Tuesday, June 15, 2010
One of the few drawbacks about this (or any) world cup is the commanding bargaining position that Budweiser find themselves in. Honest football fans, who want to inebriate themselves against the cold, their own team's ineptitude, or Vuvuzelas... whatever it may be, are subject to Anheuser-Busch's ability to outbid tasty beer companies to the exclusivity of official beer of football. Meaning football fans have to drink this piss-water.
Anyway, as mid afternoon arrived, it was time to leave our base camp and head into the city. Unfortunately this meant missing some of the first half of Japan's clash with Cameroon, and in particular a moment which I know brought a lot of joy to my other half, 5 time zones away.
As the car was dropped at the train station and we exited the vehicle, we were approached (something that happens quite frequently in this neck of the woods) by a lady asking for a jump start. With no cables on board, we gave her a push. And another. And another. Her battery was well and truly goosed and the car wasn't starting, but the point of this anecdote is to highlight an urban myth about exercise in the tropics.
I've heard people commenting in the past that "if I went back home and played football now, I wouldn't have any problems after running around in the humidity of Vietnam." Utter cack. If you are used to breathing in 35 degree air and then exert yourself in 8 degree weather, your lungs will not like it. Now I'm not one for suffering culture shock especially, but I've experienced this horrible phenomenon a couple of times now, and it's one of the few things that take me by surprise.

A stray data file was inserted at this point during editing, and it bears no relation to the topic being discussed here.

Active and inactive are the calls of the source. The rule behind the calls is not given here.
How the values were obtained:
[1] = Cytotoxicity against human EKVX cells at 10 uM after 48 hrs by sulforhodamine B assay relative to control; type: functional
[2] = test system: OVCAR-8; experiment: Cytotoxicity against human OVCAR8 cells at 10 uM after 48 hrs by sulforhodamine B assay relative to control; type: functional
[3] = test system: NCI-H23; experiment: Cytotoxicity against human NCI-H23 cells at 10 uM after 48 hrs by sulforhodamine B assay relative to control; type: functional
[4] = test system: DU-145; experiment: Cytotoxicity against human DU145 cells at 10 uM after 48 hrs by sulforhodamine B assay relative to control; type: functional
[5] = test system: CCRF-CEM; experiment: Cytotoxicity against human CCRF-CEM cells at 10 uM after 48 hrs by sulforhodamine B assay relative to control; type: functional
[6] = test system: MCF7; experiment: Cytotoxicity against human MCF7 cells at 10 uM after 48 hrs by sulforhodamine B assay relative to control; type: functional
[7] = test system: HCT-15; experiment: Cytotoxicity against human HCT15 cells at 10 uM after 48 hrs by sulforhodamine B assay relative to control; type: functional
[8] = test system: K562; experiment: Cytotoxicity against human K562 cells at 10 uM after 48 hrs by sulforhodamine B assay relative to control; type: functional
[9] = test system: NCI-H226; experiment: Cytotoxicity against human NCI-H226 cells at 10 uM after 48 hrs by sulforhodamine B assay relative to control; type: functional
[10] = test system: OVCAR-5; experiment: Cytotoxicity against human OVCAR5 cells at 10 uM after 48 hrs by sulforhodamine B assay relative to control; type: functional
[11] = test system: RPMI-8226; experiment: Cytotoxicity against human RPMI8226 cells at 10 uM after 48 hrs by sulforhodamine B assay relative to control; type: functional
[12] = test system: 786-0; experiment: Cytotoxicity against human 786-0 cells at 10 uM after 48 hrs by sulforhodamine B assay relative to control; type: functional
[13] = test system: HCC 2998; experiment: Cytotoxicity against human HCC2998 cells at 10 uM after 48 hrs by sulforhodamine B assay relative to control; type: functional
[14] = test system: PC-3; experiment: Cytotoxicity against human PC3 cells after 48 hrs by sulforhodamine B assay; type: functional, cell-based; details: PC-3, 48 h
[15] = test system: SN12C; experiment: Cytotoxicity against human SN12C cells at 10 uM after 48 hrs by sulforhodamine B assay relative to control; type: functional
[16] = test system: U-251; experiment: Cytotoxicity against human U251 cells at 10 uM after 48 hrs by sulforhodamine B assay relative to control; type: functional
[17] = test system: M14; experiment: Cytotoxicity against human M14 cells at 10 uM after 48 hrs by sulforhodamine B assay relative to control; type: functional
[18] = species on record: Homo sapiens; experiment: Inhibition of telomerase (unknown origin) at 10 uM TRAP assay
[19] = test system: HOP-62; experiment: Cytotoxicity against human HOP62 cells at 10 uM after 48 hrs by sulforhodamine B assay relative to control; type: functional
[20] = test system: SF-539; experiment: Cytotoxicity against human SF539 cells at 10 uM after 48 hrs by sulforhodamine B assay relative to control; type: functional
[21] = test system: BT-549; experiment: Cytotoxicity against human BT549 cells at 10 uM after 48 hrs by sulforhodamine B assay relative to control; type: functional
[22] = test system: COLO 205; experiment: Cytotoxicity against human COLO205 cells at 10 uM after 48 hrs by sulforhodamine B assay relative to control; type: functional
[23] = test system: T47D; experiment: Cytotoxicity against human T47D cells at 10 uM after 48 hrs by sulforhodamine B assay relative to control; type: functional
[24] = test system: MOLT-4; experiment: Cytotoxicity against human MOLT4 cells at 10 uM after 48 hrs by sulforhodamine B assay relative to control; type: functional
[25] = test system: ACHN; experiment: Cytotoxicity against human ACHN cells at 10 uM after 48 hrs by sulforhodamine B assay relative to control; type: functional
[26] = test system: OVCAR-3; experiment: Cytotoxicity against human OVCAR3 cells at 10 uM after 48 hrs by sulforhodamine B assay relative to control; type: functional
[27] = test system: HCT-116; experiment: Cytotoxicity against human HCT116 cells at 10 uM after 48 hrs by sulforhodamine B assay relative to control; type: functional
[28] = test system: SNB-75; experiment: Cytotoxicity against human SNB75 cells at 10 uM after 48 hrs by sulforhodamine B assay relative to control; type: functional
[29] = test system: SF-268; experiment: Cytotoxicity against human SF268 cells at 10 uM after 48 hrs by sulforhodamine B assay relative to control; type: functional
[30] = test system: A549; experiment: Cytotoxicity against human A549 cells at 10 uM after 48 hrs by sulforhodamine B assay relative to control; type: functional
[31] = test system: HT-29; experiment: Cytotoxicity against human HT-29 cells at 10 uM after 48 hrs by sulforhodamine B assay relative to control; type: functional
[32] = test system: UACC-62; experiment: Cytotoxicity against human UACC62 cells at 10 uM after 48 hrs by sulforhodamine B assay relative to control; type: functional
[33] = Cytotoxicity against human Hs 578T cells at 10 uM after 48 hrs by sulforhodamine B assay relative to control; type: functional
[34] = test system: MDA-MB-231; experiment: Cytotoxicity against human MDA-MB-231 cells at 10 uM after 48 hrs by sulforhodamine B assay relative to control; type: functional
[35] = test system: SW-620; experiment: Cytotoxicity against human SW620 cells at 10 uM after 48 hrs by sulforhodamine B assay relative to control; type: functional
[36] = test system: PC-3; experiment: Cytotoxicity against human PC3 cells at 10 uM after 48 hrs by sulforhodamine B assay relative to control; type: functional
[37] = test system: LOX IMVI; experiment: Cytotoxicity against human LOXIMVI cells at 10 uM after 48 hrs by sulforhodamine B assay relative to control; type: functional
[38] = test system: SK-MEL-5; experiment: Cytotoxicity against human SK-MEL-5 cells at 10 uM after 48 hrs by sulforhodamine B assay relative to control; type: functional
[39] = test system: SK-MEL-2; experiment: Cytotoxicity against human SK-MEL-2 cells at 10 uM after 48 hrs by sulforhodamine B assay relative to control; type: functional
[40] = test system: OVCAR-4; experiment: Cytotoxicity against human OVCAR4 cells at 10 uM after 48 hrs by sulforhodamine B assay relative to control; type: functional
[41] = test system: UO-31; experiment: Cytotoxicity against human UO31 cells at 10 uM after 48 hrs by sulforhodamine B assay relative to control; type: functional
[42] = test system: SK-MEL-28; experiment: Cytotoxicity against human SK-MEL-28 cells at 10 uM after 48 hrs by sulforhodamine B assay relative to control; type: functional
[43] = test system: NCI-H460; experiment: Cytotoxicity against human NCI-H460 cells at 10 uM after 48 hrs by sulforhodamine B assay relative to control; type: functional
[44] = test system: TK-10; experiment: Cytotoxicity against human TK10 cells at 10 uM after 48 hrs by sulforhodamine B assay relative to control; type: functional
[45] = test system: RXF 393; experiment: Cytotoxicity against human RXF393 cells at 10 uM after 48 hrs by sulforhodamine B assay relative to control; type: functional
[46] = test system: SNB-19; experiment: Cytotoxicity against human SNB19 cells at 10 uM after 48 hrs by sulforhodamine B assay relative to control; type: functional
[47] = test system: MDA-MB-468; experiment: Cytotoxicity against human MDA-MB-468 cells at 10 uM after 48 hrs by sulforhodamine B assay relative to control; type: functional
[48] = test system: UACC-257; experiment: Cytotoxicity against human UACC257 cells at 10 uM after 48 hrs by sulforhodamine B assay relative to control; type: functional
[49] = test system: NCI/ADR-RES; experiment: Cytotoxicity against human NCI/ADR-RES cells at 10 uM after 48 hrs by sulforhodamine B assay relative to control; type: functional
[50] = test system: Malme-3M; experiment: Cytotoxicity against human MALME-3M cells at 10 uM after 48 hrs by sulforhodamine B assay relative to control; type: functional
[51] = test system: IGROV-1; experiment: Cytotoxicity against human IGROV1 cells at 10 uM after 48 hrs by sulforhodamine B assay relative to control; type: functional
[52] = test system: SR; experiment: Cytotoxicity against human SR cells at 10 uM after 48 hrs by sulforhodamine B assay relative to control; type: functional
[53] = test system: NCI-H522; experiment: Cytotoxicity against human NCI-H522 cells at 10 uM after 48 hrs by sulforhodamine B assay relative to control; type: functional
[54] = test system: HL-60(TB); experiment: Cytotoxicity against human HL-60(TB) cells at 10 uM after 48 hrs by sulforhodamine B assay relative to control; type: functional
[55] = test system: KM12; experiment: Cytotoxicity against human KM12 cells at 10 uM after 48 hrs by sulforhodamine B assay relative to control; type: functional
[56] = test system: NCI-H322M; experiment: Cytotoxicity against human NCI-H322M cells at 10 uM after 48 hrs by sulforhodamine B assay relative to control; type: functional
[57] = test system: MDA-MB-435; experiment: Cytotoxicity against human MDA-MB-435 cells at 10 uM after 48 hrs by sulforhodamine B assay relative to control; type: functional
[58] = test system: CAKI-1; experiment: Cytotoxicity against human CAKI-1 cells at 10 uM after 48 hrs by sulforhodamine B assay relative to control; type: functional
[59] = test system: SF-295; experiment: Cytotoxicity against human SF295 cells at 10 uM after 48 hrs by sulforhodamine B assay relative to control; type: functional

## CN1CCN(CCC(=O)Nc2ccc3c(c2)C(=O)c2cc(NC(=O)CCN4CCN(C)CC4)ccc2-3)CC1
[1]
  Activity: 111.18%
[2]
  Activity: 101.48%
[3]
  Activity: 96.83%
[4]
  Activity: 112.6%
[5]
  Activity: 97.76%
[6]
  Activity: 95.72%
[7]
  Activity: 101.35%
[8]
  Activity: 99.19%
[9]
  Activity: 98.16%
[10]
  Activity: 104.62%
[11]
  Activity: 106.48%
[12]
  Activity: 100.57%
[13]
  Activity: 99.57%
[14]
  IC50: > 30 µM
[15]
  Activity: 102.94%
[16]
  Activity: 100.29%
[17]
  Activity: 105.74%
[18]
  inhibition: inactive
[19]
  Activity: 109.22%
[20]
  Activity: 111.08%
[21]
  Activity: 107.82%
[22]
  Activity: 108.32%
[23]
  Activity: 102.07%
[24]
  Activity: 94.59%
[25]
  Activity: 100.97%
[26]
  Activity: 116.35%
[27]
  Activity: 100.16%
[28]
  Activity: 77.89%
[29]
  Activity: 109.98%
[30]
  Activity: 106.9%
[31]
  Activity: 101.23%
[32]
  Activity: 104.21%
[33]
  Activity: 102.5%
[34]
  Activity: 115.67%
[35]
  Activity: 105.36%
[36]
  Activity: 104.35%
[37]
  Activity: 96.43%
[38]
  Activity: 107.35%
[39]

This was all en route to my first ever International football match, Italy .v. Paraguay. Now, I was already on the South Americans' side, having adopted the lesser known nations from the CONMEBOL region as my teams of choice. This standpoint was only strengthened by the surprising number of Italia branded Afrikaans speakers I encountered on the way to Green Point.
I had a great seat, right on the corner flag at the end both goals were scored. Check out the video to see (and hear). Vuvuzelas deserve their own entry. That will come later.
My impression of the game itself was simply that everything was much brighter than any other game of football I had ever experienced before. The quality of the game itself was nothing out of the ordinary, the atmosphere was forgettable but the experience was made memorable by how vivid and seamless everything was. It was an amazing spectacle. But I have seen dozens of better football games, experienced a hundred better atmospheres.
However this tournament is just warming up.